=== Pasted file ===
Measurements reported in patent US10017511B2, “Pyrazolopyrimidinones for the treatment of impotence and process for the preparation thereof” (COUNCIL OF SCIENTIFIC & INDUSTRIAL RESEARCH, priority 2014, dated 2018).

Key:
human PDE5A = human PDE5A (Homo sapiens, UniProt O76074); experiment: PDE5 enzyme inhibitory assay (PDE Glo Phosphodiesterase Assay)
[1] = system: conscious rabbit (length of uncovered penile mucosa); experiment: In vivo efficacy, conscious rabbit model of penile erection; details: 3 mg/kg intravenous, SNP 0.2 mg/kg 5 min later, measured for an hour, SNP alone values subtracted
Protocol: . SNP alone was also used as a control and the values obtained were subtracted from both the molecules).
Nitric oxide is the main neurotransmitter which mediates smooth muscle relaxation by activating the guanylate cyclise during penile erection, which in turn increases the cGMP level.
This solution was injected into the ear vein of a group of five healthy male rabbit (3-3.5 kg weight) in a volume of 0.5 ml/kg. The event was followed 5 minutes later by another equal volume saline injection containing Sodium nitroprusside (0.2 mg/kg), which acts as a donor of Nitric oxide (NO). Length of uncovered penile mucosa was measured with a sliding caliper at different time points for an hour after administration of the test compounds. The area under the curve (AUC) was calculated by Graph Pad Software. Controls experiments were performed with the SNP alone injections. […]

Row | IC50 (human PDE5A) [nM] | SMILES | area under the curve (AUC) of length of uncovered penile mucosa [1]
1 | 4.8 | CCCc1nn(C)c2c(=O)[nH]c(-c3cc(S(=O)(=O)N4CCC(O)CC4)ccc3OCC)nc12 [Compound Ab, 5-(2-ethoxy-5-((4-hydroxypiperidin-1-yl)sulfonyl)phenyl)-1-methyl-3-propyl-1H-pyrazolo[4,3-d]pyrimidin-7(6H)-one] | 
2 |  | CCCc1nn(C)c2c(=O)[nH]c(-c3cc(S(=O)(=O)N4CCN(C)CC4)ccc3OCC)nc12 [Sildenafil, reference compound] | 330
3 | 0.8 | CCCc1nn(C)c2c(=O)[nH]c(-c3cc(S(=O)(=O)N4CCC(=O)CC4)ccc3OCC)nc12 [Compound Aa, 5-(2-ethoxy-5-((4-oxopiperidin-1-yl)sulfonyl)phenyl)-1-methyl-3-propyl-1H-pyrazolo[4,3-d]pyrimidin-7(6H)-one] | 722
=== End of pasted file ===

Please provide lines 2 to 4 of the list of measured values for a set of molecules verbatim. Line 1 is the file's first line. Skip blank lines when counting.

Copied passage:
Key:
human PDE5A = human PDE5A (Homo sapiens, UniProt O76074); experiment: PDE5 enzyme inhibitory assay (PDE Glo Phosphodiesterase Assay)
[1] = system: conscious rabbit (length of uncovered penile mucosa); experiment: In vivo efficacy, conscious rabbit model of penile erection; details: 3 mg/kg intravenous, SNP 0.2 mg/kg 5 min later, measured for an hour, SNP alone values subtracted